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Beer cocktails gaining popularity

The first time I saw a beer cocktail was as a teenager in Jersey at a spot called Crazy Ellis' Hideaway, down by the river near my home town.

If you happened to be at Crazy Ellis' around 4 in the afternoon, you made sure you weren't sitting on any of the regulars' stools when they rolled in, still in work clothes. The cocktail of choice for several of these gentlemen was the Boilermaker, the recipe for which is: shot of cheap whiskey; mug of beer; drop shot glass with whiskey into beer; drink swiftly.

The beer cocktail, like beer itself, has a come a long way from the Boilermaker.

Of course, certain beer cocktails have always been with us. The Black and Tan combines pale ale and a darker beer. I've written before about the Black Velvet, a mix of stout and Champagne. Years ago, in Mexico, I was introduced to the Michelada, a cerveza preparada in which lime juice, hot sauce and Worcestershire are added to Mexican beers and the concoction is sipped from a glass with a salted rim.

What's different about the new wave of beer cocktails is twofold. First, bartenders are boldly adding spirits (beyond cheap whiskey) to the mix. Gina Chersevani at PS 7's in Washington, D.C., had the Cure on her menu last year: Miller High Life, lemon juice and Domaine de Canton ginger liqueur. Second, as the variety of interesting beers grows, so do the mixing possibilities. You can do a whole lot more fascinating pairings with an oatmeal stout or a black beer than you can with Bud Light.

"Beer adds complexity to a drink as well as effervescence, depth, flavor," said Rachel Sergi, head bartender at Againn in D.C.

Sergi's favorite cocktail beers are white ales, and I was surprised by how well they worked with spirits such as rum and brandy. She even suggests substituting white ale for wine in sangria recipes. White ales such as Allagash and Hitachino Nest are natural pairings with citrus. So it makes sense that they taste great mixed with orange liqueur, muddled citrus and orange bitters in the Oranj-a-Bloom, which is my new hot-afternoon drink.

Even more complex is the Saint, which calls for schwarzbier, or black beer, to be floated atop a combination of Old Tom gin, St-Germain elderflower liqueur and Earl Grey tea-infused vermouth.

One thing is for certain: Ordering the Saint at Crazy Ellis' back in the day surely would have gotten you thrown out, or worse. Thank goodness the world — at least at the bar — continues to evolve.



Ice cubes

2 lemon wedges

2 lime wedges

2 orange slices, plus more for garnish

10 mint leaves, plus a sprig for garnish

3/4 ounce ginger syrup

3 dashes orange bitters

1 1/2 ounces gold rum

1/2 ounce orange liqueur, preferably Cointreau or Combier

4 to 5 ounces white beer (see note)

Place 5 or 6 ice cubes in a pint glass.

Combine the citrus pieces, mint, ginger syrup and bitters in a mixing glass, then muddle.

Add the rum and orange liqueur; stir vigorously. Strain the mixture through a fine-mesh strainer twice, into the pint glass. Add the beer to fill. Garnish with an orange slice and a mint sprig.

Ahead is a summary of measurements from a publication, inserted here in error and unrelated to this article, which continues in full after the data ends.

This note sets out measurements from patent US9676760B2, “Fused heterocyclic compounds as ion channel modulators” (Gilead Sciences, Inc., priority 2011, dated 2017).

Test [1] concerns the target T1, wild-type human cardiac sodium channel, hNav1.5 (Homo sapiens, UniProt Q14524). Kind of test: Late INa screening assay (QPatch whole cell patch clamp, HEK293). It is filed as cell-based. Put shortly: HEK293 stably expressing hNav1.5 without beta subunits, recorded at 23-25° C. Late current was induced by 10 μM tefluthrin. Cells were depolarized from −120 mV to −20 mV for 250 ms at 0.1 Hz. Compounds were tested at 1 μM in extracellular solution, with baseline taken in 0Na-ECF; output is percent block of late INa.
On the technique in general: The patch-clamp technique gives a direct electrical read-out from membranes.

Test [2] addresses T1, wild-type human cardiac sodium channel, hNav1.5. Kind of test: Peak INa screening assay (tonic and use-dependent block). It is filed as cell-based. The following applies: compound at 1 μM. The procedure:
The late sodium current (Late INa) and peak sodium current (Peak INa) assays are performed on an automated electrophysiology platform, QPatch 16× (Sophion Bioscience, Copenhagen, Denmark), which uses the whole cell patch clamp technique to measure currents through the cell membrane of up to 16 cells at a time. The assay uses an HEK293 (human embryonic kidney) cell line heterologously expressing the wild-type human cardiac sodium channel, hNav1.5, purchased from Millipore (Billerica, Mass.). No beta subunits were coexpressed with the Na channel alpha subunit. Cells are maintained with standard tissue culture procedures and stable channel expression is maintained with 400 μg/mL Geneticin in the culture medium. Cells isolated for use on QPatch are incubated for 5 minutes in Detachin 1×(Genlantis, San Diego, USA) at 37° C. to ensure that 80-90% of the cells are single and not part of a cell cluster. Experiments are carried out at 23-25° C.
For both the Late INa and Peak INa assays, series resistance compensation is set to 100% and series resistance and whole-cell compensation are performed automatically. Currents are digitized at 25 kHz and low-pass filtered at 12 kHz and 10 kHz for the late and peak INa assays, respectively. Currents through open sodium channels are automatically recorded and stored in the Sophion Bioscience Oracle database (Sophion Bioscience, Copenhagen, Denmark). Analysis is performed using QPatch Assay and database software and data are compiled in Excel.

To make ginger syrup, combine 1 cup sugar, 1 cup water and 12 coin-sized slices of ginger root in a small saucepan over medium heat, stirring until the sugar dissolves. Bring to a slow, rolling boil, then reduce the heat to medium-low and cook for 5 minutes. Transfer to a glass container and let cool to room temperature. Discard the ginger slices. It's ready to use, but for best flavor, cover tightly and refrigerate for 12 to 24 hours; store indefinitely.

Note: This recipe calls for a Belgian-style white beer, preferably Allagash, but other brands such as Hoegaarden or even Hitachino Nest from Japan work well. Any gold rum will do.

Source: Rachel Sergi, head bartender at Againn restaurant in Washington, D.C.


The Saint

Ice, both cubes and crushed

1 ounce St-Germain elderflower liqueur

1 ounce Old Tom gin

1 ounce freshly squeezed lemon juice

1/4 ounce sweet vermouth, such as Dolin Rouge, Martini & Rossi or Cinzano, infused with Earl Grey tea

2 ounces schwarzbier or dark lager

Lemon slice, for garnish

To infuse the vermouth, steep 1 tea bag of Earl Gray tea in 1 cup of sweet vermouth for 15 minutes. Discard the tea bag. Cover and refrigerate the infused vermouth for up to 1 week.

To make the drink, combine ice cubes, St-Germain, Old Tom gin, lemon juice and vermouth in a mixing glass; stir vigorously.

Fill a Collins glass with crushed ice. Add the stirred mixture (but not the ice), stopping 1 1/2 inches from the top of the glass. Gently pour the schwarzbier or dark lager on top to fill the glass. Garnish with the lemon slice. Allow guests to stir the drink after the initial presentation, to incorporate.

Note: This drink should have a layered look, with black on top and gold on the bottom. It was created the day after this year's Super Bowl in honor of the champion New Orleans Saints.

Source: Rachel Sergi, head bartender at Againn restaurant in Washington, D.C.

Beer cocktails gaining popularity 05/11/10 [Last modified: Monday, May 10, 2010 5:20pm]
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